A Kangaroo Valley resident, who has dedicated much of his life to the preservation of the historic record of NSW, has been recognised by the Australian honour system.
Donald Godden has been awarded a Medal of the Order of Australia (OAM) for his service to the community through assessment and conservation of significant buildings and machinery and membership of historic preservation organisations.
His love for history began at an early age, following in the footsteps of his father.
“I guess you could say I first became interested through my father and living in the gold mining town of Bathurst,” he said.
“I looked at the old gold mining equipment like poppet heads stamping batteries, and other cast iron equipment and I just loved it.”
The former vice president of the National Trust of Australia has worn many hats in his extensive career including, but not limited to, member of the Industrial Heritage Committee, former chair of the Industrial Archaeology Committee, Railway Heritage Committee member, and founder of GML Heritage, formerly Godden Mackay Pty Ltd.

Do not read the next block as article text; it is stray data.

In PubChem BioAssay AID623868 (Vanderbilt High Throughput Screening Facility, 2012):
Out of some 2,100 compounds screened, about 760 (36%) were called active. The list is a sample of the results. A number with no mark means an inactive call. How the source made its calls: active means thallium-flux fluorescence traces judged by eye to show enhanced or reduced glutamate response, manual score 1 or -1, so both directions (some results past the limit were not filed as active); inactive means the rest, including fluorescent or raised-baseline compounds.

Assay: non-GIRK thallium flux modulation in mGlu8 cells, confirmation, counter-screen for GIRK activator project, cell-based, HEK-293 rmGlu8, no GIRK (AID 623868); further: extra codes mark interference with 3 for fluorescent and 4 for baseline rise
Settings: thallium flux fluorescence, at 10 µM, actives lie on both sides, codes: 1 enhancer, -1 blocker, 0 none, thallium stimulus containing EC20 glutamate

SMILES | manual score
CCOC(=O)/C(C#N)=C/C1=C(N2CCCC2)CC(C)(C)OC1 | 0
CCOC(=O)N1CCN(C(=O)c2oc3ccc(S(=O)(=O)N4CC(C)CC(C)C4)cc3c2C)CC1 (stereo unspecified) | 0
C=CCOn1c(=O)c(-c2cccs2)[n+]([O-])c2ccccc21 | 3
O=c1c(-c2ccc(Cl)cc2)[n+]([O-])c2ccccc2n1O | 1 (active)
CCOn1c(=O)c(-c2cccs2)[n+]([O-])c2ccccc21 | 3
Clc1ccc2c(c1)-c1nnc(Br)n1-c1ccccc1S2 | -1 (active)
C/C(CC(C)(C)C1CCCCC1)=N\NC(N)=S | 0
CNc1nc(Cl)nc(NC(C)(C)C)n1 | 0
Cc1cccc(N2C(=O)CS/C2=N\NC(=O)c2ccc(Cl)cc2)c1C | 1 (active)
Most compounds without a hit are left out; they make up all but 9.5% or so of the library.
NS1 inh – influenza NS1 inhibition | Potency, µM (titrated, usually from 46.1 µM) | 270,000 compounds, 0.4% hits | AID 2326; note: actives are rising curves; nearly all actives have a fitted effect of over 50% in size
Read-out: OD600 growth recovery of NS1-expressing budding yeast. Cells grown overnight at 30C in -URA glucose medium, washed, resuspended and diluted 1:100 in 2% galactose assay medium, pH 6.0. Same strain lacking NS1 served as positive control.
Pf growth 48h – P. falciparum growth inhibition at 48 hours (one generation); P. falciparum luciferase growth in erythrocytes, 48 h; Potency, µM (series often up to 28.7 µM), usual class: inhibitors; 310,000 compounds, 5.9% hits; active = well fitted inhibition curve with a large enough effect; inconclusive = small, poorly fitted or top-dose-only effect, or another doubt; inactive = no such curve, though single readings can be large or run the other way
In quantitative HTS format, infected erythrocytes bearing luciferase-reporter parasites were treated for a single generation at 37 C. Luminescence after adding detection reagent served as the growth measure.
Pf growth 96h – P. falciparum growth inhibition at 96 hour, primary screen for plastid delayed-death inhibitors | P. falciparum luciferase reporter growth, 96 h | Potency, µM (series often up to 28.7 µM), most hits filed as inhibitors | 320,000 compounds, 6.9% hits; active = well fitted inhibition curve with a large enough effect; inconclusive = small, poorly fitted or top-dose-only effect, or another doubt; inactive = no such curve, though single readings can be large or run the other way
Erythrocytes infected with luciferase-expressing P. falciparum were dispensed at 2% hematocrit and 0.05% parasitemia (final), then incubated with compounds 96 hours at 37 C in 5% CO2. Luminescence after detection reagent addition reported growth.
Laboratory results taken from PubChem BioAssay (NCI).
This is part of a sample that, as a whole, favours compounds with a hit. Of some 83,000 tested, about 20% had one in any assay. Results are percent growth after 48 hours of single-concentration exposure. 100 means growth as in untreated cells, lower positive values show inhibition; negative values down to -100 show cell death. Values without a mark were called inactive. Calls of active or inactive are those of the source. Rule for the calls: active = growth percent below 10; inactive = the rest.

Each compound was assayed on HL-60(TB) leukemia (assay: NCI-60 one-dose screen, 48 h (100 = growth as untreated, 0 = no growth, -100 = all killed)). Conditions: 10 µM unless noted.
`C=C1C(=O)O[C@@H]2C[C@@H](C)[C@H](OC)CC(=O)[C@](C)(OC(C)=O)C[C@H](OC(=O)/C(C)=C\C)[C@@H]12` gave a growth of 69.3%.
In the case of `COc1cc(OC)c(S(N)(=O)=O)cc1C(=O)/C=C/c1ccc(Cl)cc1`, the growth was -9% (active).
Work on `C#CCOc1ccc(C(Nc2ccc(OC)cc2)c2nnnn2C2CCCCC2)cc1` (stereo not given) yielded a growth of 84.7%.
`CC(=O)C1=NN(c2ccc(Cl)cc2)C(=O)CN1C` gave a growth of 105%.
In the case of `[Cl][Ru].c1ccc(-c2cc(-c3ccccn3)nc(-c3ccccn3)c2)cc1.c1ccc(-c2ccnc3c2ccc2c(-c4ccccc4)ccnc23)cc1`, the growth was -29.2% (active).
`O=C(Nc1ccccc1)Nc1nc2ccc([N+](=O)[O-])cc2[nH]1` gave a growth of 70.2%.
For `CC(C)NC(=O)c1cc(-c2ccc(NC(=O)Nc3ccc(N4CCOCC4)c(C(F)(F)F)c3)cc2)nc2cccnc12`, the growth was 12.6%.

Mr Godden’s first role in the Australian history world began in the 1970s, when he became a member of the Industrial Archaeology Committee of the National Trust
“Everything sort of grew from that point,” he said.
In 1989, Mr Godden started Don Godden and Associates which eventually grew to become Godden Mackay Logan and pioneered new approaches to thinking about heritage and conservation.
“Establishing Godden Mackay Logan was probably the most significant thing I’ve done in my career,” he said.
“We had the privilege of working on so many projects like the cranes on the Harbour Bridge, gold mining sites, the Blackall woolscour and various saw milling sites.
“We were instrumental in playing a part in the conservation of so many sites.”
Mr Godden summed up his fascination with history and conservation in one very simple sentence, “I don’t think you can know where you’re going if you don’t look at the past,” he said.
While he’s now retired and living a relaxed life in Kangaroo Valley, Mr Godden said he was still very interested in the past, and the future on conservation.
“I’ve adopted a very different lifestyle here, farming, writing, all those things, and I find it incredibly exciting living here, but you get to the point where it’s time to step aside and let the young ones come through,” he said.
“I’ve very much enjoyed being [a mentor] for some of the younger ones [coming into the industry].”
A former Friend of Harper’s Mansion in Berrima, Mr Godden said the museum was “one of the jewels in the crown.”
“Conservation is all about enhancing what was originally there, and they have done a beautiful job of looking after that.”
Mr Godden said the honour came as a shock but that he was very grateful.